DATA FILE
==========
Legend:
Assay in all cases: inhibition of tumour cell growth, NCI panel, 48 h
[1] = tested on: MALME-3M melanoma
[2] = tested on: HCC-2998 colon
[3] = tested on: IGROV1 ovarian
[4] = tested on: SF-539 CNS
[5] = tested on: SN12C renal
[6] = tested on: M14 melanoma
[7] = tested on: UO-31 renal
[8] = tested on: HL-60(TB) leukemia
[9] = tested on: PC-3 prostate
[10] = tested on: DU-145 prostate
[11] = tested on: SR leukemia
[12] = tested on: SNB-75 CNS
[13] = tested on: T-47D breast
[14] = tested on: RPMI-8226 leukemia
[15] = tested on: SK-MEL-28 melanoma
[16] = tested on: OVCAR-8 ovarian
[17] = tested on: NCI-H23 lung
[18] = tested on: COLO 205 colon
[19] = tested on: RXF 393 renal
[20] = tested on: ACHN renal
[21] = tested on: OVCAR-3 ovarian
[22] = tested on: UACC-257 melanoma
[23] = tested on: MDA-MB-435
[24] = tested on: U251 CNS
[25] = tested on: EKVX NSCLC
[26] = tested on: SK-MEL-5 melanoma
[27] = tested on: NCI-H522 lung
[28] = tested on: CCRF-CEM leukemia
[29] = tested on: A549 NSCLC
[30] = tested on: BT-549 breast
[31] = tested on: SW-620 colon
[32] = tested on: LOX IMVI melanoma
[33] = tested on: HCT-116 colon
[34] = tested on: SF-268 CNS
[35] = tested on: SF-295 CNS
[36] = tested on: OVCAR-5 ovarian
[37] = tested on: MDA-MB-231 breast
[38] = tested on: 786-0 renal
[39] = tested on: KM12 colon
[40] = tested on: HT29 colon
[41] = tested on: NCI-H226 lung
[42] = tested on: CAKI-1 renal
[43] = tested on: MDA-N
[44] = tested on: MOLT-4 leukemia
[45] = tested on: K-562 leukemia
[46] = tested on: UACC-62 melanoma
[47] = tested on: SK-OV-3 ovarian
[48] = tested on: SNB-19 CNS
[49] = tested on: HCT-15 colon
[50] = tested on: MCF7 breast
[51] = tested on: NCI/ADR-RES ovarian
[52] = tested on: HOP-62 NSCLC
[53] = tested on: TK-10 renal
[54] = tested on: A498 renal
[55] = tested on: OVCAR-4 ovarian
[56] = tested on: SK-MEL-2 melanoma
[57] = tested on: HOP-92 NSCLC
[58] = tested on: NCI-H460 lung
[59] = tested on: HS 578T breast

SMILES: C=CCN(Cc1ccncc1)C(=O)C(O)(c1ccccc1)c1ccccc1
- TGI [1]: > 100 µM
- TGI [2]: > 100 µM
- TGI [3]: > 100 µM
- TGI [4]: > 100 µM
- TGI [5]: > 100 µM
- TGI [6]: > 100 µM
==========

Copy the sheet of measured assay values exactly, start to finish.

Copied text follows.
Legend:
Assay in all cases: inhibition of tumour cell growth, NCI panel, 48 h
[1] = tested on: MALME-3M melanoma
[2] = tested on: HCC-2998 colon
[3] = tested on: IGROV1 ovarian
[4] = tested on: SF-539 CNS
[5] = tested on: SN12C renal
[6] = tested on: M14 melanoma
[7] = tested on: UO-31 renal
[8] = tested on: HL-60(TB) leukemia
[9] = tested on: PC-3 prostate
[10] = tested on: DU-145 prostate
[11] = tested on: SR leukemia
[12] = tested on: SNB-75 CNS
[13] = tested on: T-47D breast
[14] = tested on: RPMI-8226 leukemia
[15] = tested on: SK-MEL-28 melanoma
[16] = tested on: OVCAR-8 ovarian
[17] = tested on: NCI-H23 lung
[18] = tested on: COLO 205 colon
[19] = tested on: RXF 393 renal
[20] = tested on: ACHN renal
[21] = tested on: OVCAR-3 ovarian
[22] = tested on: UACC-257 melanoma
[23] = tested on: MDA-MB-435
[24] = tested on: U251 CNS
[25] = tested on: EKVX NSCLC
[26] = tested on: SK-MEL-5 melanoma
[27] = tested on: NCI-H522 lung
[28] = tested on: CCRF-CEM leukemia
[29] = tested on: A549 NSCLC
[30] = tested on: BT-549 breast
[31] = tested on: SW-620 colon
[32] = tested on: LOX IMVI melanoma
[33] = tested on: HCT-116 colon
[34] = tested on: SF-268 CNS
[35] = tested on: SF-295 CNS
[36] = tested on: OVCAR-5 ovarian
[37] = tested on: MDA-MB-231 breast
[38] = tested on: 786-0 renal
[39] = tested on: KM12 colon
[40] = tested on: HT29 colon
[41] = tested on: NCI-H226 lung
[42] = tested on: CAKI-1 renal
[43] = tested on: MDA-N
[44] = tested on: MOLT-4 leukemia
[45] = tested on: K-562 leukemia
[46] = tested on: UACC-62 melanoma
[47] = tested on: SK-OV-3 ovarian
[48] = tested on: SNB-19 CNS
[49] = tested on: HCT-15 colon
[50] = tested on: MCF7 breast
[51] = tested on: NCI/ADR-RES ovarian
[52] = tested on: HOP-62 NSCLC
[53] = tested on: TK-10 renal
[54] = tested on: A498 renal
[55] = tested on: OVCAR-4 ovarian
[56] = tested on: SK-MEL-2 melanoma
[57] = tested on: HOP-92 NSCLC
[58] = tested on: NCI-H460 lung
[59] = tested on: HS 578T breast

SMILES: C=CCN(Cc1ccncc1)C(=O)C(O)(c1ccccc1)c1ccccc1
- TGI [1]: > 100 µM
- TGI [2]: > 100 µM
- TGI [3]: > 100 µM
- TGI [4]: > 100 µM
- TGI [5]: > 100 µM
- TGI [6]: > 100 µM